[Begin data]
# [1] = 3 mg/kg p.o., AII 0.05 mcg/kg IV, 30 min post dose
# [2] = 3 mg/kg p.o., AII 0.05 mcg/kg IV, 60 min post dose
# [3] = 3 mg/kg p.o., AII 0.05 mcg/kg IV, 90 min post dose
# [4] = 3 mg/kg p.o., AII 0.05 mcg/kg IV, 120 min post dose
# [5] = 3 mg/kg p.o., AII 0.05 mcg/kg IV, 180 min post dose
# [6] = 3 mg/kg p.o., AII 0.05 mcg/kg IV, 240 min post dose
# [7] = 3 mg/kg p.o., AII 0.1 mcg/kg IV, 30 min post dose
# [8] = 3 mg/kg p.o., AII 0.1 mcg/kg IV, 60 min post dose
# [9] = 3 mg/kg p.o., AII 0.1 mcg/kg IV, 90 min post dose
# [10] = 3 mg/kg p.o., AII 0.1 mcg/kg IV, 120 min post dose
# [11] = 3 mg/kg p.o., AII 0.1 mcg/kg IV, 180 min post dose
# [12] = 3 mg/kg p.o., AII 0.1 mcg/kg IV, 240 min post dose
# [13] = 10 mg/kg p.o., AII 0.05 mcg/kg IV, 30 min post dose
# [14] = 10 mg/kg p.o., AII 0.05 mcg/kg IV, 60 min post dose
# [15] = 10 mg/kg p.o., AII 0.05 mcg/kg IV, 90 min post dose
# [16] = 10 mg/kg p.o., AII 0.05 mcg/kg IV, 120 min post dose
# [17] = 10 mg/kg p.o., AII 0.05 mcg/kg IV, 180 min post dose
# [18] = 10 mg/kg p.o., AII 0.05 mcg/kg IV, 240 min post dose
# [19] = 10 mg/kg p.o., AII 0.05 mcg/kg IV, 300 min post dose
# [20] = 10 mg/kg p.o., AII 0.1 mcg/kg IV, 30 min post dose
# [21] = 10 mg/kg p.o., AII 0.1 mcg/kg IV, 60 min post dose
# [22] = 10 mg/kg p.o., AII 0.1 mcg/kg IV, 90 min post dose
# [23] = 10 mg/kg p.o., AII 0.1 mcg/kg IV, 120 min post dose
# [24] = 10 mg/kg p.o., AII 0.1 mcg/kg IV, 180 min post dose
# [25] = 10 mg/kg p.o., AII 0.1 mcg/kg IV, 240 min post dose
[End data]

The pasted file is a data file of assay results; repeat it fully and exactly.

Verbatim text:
# [1] = 3 mg/kg p.o., AII 0.05 mcg/kg IV, 30 min post dose
# [2] = 3 mg/kg p.o., AII 0.05 mcg/kg IV, 60 min post dose
# [3] = 3 mg/kg p.o., AII 0.05 mcg/kg IV, 90 min post dose
# [4] = 3 mg/kg p.o., AII 0.05 mcg/kg IV, 120 min post dose
# [5] = 3 mg/kg p.o., AII 0.05 mcg/kg IV, 180 min post dose
# [6] = 3 mg/kg p.o., AII 0.05 mcg/kg IV, 240 min post dose
# [7] = 3 mg/kg p.o., AII 0.1 mcg/kg IV, 30 min post dose
# [8] = 3 mg/kg p.o., AII 0.1 mcg/kg IV, 60 min post dose
# [9] = 3 mg/kg p.o., AII 0.1 mcg/kg IV, 90 min post dose
# [10] = 3 mg/kg p.o., AII 0.1 mcg/kg IV, 120 min post dose
# [11] = 3 mg/kg p.o., AII 0.1 mcg/kg IV, 180 min post dose
# [12] = 3 mg/kg p.o., AII 0.1 mcg/kg IV, 240 min post dose
# [13] = 10 mg/kg p.o., AII 0.05 mcg/kg IV, 30 min post dose
# [14] = 10 mg/kg p.o., AII 0.05 mcg/kg IV, 60 min post dose
# [15] = 10 mg/kg p.o., AII 0.05 mcg/kg IV, 90 min post dose
# [16] = 10 mg/kg p.o., AII 0.05 mcg/kg IV, 120 min post dose
# [17] = 10 mg/kg p.o., AII 0.05 mcg/kg IV, 180 min post dose
# [18] = 10 mg/kg p.o., AII 0.05 mcg/kg IV, 240 min post dose
# [19] = 10 mg/kg p.o., AII 0.05 mcg/kg IV, 300 min post dose
# [20] = 10 mg/kg p.o., AII 0.1 mcg/kg IV, 30 min post dose
# [21] = 10 mg/kg p.o., AII 0.1 mcg/kg IV, 60 min post dose
# [22] = 10 mg/kg p.o., AII 0.1 mcg/kg IV, 90 min post dose
# [23] = 10 mg/kg p.o., AII 0.1 mcg/kg IV, 120 min post dose
# [24] = 10 mg/kg p.o., AII 0.1 mcg/kg IV, 180 min post dose
# [25] = 10 mg/kg p.o., AII 0.1 mcg/kg IV, 240 min post dose